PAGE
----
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a blog by Don R. Crawley

Keynote Speaker on
IT Customer Service and Compassion

Bringing humanity into the world of technology

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When you take a user support call, there’s a specific order for how things should happen. In this post, I’ll explain each of the six steps, in order. I’ve also created this video to help you understand the steps. It includes a demonstration of a support call.

The Greeting: It starts with your greeting. Avoid curt greetings such as just saying “Tech Support” and, conversely, avoid lengthy, canned greetings such as “Thank you for calling Giganticom technical support services. This is John Supportman, CCNA, MCDST. My goal is to provide you with a perfect 10 support experience. How may I provide you with excellent customer service today? Make it authentic, friendly, professional, and respectful. Something like this, “Tech Support, this is Don. May I help you?”

Active Listening: After the greeting, you go into the active listening phase. This starts when the caller begins to explain the problem. After the initial explanation of the problem, be sure to get a callback phone number just in case you get disconnected. During the active listening phase, give the caller verbal cues so he or she knows you’re still there and paying attention. This is also the phase where you gather information such as the software version that’s installed and similar information to help ensure you provide the correct solution.

Gain Agreement: After the active listening phase, move into the gain agreement phase. This is where you repeat the problem and get confirmation from the caller that you understand what the problem is. You might say something like, “I’m going to repeat back the problem, just to make sure I understand what it is and to ensure I’m not missing anything.” Then repeat it back to the caller and ask if you’ve got it right.

Apologize/Empathize/Reassure: After the gain agreement phase, you move into the apologize/empathize/reassure phase. In this phase, if an apology is warranted, offer one. Only apologize if the problem was caused by you, your company, or a product or service for which you’re responsible. (Of course, a sincere expression of sympathy and understanding for the user’s difficulty is always appropriate, as long as it’s authentic.) You can empathize by using empathetic statements such as, “I understand.”, “I don’t blame you. I’d be upset, too, if that happened to me.”, or “Anyone in your situation would be upset.” One word of caution here, don’t say you understand if you don’t. That will only make things worse. Instead, be authentic and say something like, “I’ve never been in your situation, so I’m not going to pretend I understand. I’m sure if I were in your shoes, I’d feel the same way you do.” The reassure part of this equation means you take ownership of the problem and let the user know you’re going to see it through to its conclusion. Use phrases such as, “I’m going to take care of this personally.” Or, if you have to escalate it, say something like this, “I’m going to escalate your ticket to level two and I’m going to personally monitor it to make sure it’s taken care of.”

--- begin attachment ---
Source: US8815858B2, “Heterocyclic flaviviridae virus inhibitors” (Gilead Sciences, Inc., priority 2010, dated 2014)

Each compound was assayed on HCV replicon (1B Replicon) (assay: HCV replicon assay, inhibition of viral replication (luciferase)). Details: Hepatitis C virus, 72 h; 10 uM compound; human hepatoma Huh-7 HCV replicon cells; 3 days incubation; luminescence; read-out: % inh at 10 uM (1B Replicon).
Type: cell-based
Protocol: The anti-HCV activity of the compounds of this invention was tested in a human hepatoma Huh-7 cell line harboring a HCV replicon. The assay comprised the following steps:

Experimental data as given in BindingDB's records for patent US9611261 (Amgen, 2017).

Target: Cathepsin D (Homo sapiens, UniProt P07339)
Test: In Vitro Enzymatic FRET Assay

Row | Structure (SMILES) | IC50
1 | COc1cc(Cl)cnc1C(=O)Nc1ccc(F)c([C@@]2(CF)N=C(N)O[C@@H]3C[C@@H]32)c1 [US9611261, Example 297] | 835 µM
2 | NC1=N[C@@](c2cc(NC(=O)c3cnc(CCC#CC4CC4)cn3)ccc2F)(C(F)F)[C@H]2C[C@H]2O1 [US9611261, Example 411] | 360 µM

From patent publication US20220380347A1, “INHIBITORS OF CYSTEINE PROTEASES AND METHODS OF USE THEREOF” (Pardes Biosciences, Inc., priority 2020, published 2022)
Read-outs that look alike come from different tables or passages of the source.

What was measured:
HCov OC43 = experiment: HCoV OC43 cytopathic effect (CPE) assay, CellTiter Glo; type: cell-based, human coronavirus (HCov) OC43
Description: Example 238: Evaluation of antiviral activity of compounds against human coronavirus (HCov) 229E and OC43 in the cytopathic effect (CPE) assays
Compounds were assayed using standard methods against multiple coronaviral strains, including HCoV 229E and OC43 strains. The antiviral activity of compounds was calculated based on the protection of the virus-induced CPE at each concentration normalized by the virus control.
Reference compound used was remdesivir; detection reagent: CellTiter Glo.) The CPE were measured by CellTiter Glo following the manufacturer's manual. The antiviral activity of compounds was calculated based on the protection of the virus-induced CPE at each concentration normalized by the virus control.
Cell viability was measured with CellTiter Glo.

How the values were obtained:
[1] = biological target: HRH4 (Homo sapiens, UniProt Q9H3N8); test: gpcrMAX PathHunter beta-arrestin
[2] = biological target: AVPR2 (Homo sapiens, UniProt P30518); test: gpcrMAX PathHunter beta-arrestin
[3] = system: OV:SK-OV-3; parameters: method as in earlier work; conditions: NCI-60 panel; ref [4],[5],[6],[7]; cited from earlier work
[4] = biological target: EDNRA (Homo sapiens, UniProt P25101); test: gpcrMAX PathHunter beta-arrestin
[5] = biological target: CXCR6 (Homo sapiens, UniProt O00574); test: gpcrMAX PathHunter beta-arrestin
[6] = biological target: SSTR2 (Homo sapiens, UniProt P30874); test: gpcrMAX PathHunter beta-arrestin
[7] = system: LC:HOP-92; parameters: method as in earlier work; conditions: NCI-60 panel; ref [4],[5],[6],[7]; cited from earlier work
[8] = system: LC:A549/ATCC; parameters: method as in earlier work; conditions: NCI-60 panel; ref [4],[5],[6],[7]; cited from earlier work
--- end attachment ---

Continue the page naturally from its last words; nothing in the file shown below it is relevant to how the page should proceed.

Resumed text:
Problem Solving: After you finish the apologize/empathize/reassure phase, you’re ready to do the actual problem solving. One comment about handling problem solving. If the user remains on the phone with you while you’re working, every 20 to 30 seconds, say something to let her or him know you’re still there. Something like, “I haven’t forgotten about you. I’m still working on it.” Problem solving, however, is not the final phase.

Confirm Resolution: The last phase is confirmation that the problem is indeed resolved. That’s where you ask if the problem is resolved to the user’s satisfaction. Do not close the ticket until the user confirms that the issue is resolved to her or his satisfaction. If there’s time and the user doesn’t seem to be in a rush, you can ask the other two questions that go at the end of a support session, which are, “Are you satisfied with the way I handled your problem?” and “Is there anything I could have done better?” If the user seems to be in a hurry, don’t ask the last two questions, but you must always, always, always ask the first question to get confirmation of resolution before hanging up and closing the ticket.

What about in-person support calls instead of on the telephone? Well, the same six steps still apply. You still have to offer a friendly, professional greeting. You must still do active listening and gain agreement to ensure you correctly understand the issue. You’ll still apologize/empathize/reassure. You’ve still got to problem solve and you certainly don’t want to leave without confirming that the problem is resolved.

Whether it’s on the phone, in person, in a chat session, or even in email, following these six steps will ensure you manage the support ticket or situation in a professional manner that will reflect well on you and your department.

For More Ideas on How to Improve Communication and Customer Service Skills

Bring my IT customer service training seminar onsite to your location for your group, small or large. Click here for the course description and outline.

Customer service book for IT staffPick up a copy of my IT customer service book The Compassionate Geek: How Engineers, IT Pros, and Other Tech Specialists Can Master Human Relations Skills to Deliver Outstanding Customer Service, available through Amazon and other resellers.

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